The contract should begin by stating that driving is a ‘privilege’ and not a right.  The privilege, for all drivers, is maintained by driving responsibly.  The consequences (not punishments) for not driving responsibly is loss of the privilege – plain and simple.

Include a list of all  expected responsibilities that are related to driving.  Examples are: drinking and driving or using other mind-altering substances (even when not driving – being absolutely clean and sober should be a non-negotiable part of the contract), obeying traffic rules, obeying curfew laws, etc.  Follow next with rules that are more family expectations related to driving – Examples are; maintaining a ‘B’ average to get an insurance discount (or whatever grade average you feel appropriate for your teen), chores completed, re-filling the gas tank, keeping the car clean after use (possibly even washing the car).  Remind your teen that until they are 18, parents have the legal right to revoke or suspend a driver’s license, and that you will do so if your rules are not respected.  Also, remind your son that if he doesn’t respect the rules of the DMV that the police will do the same,  (i.e. driving with friends in the car before the first year, etc).  How any traffic tickets, parking tickets and/or accidents will be handled should also be spelled out.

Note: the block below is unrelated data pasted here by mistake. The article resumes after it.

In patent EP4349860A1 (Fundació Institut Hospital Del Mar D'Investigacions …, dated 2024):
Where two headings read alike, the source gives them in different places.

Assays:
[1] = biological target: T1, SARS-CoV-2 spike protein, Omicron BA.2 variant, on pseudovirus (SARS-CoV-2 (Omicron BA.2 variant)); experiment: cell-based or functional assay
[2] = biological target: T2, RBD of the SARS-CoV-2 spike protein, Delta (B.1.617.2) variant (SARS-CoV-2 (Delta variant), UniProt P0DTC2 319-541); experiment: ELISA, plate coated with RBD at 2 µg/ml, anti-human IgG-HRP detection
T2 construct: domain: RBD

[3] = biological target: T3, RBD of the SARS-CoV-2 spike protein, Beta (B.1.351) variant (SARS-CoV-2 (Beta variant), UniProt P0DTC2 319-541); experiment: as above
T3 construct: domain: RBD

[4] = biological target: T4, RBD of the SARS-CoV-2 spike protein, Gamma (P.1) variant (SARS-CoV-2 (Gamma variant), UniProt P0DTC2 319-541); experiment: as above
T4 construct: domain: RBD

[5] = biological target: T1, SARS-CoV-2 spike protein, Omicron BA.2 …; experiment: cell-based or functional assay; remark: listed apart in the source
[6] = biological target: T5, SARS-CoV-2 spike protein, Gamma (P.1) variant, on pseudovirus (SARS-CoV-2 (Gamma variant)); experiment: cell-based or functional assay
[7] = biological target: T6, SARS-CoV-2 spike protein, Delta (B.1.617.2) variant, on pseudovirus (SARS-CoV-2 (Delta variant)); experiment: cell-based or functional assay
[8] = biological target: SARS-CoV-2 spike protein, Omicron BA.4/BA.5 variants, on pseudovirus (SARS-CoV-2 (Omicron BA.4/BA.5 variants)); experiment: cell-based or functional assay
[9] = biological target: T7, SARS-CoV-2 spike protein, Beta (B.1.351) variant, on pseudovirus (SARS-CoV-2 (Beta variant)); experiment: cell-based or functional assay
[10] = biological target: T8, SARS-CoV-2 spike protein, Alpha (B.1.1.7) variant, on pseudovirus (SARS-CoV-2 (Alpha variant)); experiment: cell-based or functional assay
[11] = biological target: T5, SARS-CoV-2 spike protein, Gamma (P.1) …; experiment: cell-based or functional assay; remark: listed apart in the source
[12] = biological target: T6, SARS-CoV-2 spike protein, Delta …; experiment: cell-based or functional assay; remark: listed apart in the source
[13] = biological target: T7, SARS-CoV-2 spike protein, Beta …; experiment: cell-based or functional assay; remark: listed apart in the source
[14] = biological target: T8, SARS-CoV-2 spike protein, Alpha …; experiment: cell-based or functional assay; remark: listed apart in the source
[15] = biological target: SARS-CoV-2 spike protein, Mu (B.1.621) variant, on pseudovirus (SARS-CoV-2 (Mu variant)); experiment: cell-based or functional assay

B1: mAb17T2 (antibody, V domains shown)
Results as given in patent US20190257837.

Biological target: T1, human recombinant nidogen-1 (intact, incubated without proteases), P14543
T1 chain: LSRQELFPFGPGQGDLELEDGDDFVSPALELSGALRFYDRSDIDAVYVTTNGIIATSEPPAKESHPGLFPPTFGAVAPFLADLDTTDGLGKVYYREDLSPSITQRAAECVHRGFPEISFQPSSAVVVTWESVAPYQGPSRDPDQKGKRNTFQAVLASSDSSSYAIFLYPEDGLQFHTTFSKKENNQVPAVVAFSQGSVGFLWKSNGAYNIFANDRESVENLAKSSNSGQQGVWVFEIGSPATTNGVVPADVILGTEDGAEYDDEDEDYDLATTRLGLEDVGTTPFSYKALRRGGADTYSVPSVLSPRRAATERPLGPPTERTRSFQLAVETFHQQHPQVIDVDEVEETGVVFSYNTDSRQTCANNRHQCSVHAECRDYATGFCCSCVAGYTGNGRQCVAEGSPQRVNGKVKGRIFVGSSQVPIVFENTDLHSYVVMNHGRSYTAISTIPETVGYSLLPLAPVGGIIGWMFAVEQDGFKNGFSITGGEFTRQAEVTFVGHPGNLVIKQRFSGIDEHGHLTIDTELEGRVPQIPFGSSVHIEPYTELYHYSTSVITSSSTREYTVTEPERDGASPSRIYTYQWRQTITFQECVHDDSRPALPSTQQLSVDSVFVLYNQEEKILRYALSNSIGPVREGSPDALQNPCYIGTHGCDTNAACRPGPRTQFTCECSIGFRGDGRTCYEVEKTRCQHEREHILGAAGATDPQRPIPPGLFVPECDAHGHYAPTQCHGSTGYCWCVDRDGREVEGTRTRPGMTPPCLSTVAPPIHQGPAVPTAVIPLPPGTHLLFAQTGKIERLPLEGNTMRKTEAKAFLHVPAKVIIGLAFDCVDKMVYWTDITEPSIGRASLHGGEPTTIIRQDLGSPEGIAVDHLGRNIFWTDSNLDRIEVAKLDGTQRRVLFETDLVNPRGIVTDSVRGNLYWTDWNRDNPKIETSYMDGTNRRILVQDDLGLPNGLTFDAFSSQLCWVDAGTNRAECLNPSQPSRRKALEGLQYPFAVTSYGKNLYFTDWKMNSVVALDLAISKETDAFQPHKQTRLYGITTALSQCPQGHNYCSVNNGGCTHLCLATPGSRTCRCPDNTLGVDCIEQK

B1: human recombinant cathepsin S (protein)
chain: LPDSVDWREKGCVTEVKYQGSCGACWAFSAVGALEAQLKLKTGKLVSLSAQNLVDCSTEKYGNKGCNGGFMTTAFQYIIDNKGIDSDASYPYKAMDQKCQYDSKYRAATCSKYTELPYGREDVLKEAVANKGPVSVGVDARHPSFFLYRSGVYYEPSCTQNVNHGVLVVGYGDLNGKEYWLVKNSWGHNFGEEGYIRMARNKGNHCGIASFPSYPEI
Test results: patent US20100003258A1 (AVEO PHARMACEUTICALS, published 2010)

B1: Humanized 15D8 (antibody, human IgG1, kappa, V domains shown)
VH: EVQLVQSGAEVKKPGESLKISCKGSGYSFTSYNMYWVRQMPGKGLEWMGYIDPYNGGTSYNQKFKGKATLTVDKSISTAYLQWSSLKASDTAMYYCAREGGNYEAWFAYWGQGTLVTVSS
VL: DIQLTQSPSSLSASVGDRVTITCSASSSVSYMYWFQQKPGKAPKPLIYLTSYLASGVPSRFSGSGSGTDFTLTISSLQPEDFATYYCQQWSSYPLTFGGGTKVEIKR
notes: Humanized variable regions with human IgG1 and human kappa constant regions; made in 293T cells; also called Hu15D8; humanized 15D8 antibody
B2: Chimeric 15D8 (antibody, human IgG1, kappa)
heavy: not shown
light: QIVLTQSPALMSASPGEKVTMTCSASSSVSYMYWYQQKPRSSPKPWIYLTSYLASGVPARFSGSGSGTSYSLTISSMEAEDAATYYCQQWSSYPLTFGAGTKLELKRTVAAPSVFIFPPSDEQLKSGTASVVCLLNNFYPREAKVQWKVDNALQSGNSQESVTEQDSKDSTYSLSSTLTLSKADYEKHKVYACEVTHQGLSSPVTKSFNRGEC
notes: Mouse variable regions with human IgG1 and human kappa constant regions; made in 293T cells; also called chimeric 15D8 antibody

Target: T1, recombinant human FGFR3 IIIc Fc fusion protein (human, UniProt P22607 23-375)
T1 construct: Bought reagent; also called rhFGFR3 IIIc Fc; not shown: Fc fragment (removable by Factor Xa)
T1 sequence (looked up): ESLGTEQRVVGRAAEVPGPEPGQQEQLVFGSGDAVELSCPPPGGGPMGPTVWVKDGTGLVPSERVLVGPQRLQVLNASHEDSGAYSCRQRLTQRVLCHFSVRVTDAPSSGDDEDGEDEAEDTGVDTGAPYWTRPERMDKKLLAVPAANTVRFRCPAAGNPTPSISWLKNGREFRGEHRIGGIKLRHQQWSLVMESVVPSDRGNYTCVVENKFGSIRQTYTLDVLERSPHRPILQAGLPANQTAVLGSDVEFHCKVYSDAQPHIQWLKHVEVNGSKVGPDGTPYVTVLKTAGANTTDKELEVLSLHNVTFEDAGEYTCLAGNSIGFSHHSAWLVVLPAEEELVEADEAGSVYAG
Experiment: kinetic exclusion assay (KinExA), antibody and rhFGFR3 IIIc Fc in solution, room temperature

2.  We just found out that our 16yo daughter’s boyfriend (he’s just turned 18) has a prescription for medical marijuana.  Is there any way to make sure she doesn’t use it as well?  Can he get into trouble for sharing with her?  How do we monitor this?

You have quite a situation on your hands there. Monitoring your daughter for potential use should involve the following two elements:

1) Random drug testing. It needs to be truly random, so she does not know when it is coming. Marijuana lasts for a long time in the body and is one of the easiest drugs to catch on a test. It is strongly recommended that you get professional assistance in testing and in handling the results if they are positive. There are an abundance of tricks and methods to beat drug tests (just spend two minutes on Google checking out the plethora of information available and it will make your head spin). Unobserved drug tests are of little to no value, neither are drug tests she can study for ahead of time.